The Getaway. This is usually a very short scene where we see the crew escaping, and possibly gloating in full view of their opponents. It’s OK to allow the players to be smug — and a humiliated opponent might make an excellent recurring enemy, bent on revenge.
There is also often a retroactive explanation of how the crew got out of trouble and managed the escape in the form of flashbacks. It can be a lot of fun to roll for actions and fit the escape to the results; the players know the crew got away, but they still have to show how much of the plan they salvaged and how successful the job itself was.
Aftermath. The job will have repercussions; in the words of Elizabeth Sampat, author of Blowback: “Show them what they did.” If they are Bad Guys for a Good Cause, show them how they helped the Client; if they are Deniable Agents, give them some praise from the Agency, etc.
They may also have acquired enemies and allies. Enemies may be best shown through cut scenes, plotting revenge, but a threatening phone call or an ominous clipping from a newspaper about one of the crew’s contacts being put in the hospital by a gas leak explosion work well too.
Push and tug on the relationships they have with civilians and supporting characters. Did they cash in any favours? Did they use and manipulate friends to get to their end on the job? You can use the Push Pyramid from Blowback:
The GM starts the game with the bottom level options all available or “unlocked”. When a relationship changes between important characters (e.g., the crew and their supporting cast, contacts, allies, and even enemies), the GM can use one of the available Push Pyramid options against either character in the changed relationship. Once a move is used, it’s crossed out from the list, but it unlocks new moves above on the pyramid.
Any time the Push Pyramid says “character,” it means “player character or GM character.” Note that Blowback uses a game mechanic to rate the strength of relationships and how stressed they are, but it’s still possible to use it with systems that do not attach mechanical stats to relationships, based on consensus between the two players or the player and GM.
This approach provides tension and drive in the over-arching narrative. If you prefer your games to be episodic, skip this; or you can create your own pyramid to suit the flavour of your game by rearranging or altering elements.
Here are a few common problems and how to deal with them. (If you think of other ones, leave a comment and I’ll add them to the list.)
1. The Cake-Walk
Are the PCs untouchable? Is it too easy? This is often a complaint from GMs who come from a more traditional style of play. They are concerned that they will be just handing everything to the crew if they don’t make things “harder.”
The answer is to displace the risk from the PCs’ hit points to more emotional stakes. Playing for keeps doesn’t mean inflicting wounds or refusing to open the safe door. It means ratcheting up the suspense by endangering their friends, threatening to expose their secrets, shortening the fuse, rebooting the server, or encountering an old enemy.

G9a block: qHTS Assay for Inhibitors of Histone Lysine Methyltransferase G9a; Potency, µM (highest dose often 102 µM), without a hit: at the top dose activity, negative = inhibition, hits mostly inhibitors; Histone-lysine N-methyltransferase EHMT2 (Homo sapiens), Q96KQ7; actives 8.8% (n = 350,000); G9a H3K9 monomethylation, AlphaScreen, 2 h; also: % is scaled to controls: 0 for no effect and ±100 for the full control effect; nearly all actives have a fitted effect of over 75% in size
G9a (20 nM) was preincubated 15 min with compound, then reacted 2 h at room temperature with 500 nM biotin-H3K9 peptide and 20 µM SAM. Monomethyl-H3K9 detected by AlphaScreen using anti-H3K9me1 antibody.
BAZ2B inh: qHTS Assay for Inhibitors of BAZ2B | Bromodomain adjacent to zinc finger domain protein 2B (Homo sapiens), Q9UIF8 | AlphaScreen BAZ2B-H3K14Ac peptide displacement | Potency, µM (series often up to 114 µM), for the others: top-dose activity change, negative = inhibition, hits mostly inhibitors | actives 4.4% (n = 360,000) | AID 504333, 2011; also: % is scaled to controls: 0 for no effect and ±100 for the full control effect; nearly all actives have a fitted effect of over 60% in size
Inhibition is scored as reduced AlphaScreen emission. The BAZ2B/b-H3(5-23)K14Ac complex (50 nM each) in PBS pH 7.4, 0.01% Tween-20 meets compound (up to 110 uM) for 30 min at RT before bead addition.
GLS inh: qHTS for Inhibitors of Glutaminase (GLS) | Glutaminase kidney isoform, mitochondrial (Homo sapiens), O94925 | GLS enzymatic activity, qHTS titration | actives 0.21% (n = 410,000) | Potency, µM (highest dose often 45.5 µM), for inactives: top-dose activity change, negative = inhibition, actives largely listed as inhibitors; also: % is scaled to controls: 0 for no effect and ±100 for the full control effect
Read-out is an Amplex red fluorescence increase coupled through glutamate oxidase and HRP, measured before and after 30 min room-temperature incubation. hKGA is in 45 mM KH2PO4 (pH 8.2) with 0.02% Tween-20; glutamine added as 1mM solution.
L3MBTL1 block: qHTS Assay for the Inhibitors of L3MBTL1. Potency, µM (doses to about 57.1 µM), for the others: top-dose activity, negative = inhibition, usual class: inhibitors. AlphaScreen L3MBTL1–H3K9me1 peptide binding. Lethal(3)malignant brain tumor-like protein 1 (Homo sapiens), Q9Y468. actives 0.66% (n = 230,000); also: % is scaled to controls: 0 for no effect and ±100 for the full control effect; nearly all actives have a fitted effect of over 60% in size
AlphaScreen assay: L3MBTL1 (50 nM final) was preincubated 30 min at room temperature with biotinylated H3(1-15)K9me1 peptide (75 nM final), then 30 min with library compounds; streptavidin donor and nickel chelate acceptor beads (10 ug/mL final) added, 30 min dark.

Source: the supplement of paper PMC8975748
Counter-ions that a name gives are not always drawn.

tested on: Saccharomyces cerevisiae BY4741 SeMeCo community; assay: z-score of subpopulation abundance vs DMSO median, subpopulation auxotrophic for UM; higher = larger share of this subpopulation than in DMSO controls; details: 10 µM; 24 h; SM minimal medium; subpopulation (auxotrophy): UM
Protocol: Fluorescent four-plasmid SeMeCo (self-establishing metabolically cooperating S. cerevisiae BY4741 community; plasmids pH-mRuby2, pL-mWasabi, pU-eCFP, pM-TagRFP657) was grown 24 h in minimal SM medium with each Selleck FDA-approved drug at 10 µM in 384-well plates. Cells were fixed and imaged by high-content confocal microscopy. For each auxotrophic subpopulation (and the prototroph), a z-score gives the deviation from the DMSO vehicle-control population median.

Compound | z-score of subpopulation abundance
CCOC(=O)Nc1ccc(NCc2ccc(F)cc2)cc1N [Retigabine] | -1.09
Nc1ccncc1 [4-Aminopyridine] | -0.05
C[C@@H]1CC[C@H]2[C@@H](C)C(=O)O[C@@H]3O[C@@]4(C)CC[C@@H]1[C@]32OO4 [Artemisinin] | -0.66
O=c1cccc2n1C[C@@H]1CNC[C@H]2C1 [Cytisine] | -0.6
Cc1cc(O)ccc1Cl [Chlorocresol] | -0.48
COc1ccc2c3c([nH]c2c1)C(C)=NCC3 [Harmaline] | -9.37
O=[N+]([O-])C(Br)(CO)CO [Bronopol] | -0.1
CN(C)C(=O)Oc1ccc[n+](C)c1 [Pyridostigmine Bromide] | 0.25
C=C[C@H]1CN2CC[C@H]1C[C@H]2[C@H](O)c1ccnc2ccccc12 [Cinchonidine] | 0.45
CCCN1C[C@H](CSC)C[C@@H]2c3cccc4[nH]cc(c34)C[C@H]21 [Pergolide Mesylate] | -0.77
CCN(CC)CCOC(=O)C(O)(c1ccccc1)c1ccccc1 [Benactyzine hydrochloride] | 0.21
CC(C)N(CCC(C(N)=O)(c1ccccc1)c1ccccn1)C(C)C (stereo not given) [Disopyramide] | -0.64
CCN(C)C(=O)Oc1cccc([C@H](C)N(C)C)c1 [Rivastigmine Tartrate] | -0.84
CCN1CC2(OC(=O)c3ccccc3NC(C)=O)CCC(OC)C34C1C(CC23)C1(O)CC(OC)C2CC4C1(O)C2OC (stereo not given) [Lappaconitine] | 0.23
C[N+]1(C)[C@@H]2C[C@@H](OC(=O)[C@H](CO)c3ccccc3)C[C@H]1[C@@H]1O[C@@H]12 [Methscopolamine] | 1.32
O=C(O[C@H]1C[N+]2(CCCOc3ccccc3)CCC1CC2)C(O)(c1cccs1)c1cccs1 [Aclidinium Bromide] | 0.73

By all means, throw opposition in their path, but always in a way that makes the story more exciting and give the team a chance to be amazing. Look at their character sheets, listen to the players, and threaten them where they care to force them to react.
2. The Grinder
The flip side of the cake-walk: is the game grinding down to the minutia of skill roll after skill roll instead of being a fast-paced tale of daring and hijinks? Don’t ask for rolls unless a failure makes the story interesting. If you can’t think of something cool to do with the plot on a bad roll, then there should not be a roll.
If you have trouble thinking of options, enlist your player’s help. “What would happen if Kaminski was unable to find the location of the files?” “What would Lisa do if she was unable to spot the sniper?” They will often have great ideas for “fun” failures and they will claim a personal stake in helping the story rebound.
3. Analysis Paralysis
Are the players stalled? Do they have trouble figuring out the next step? That’s when having a written plan, no matter how sketchy, is very useful. If they are running out of ideas and falling silent, unable to think what to do next, help them look back at their objectives and the obstacles they have identified.
Ask lots of questions. “Whose faces on the crew does the Bad Guy know?” “What’s his weak spot?” “Who else could get to the elevator?” “Can anyone else help you?” Remind them of their friends, contacts, allies; after all, owing someone a favour can lead to another adventure down the line.
4. The Browbeater
Every once in a while, a group includes a player who will simply need to argue about every part of a plan until everyone, exhausted, agrees with him or the group falls apart. Dealing with the holdout player can be very difficult, especially in a genre that requires the group to come up with a plan in the first phase and to work together as a smooth-running machine.
If appeals to courtesy, common sense, and pacing don’t work, you may need to play something different with that player and not invite him for games that focus so much on planning, player cooperation, and intra-party relationships. I wish I had a better answer, but it’s not for everybody.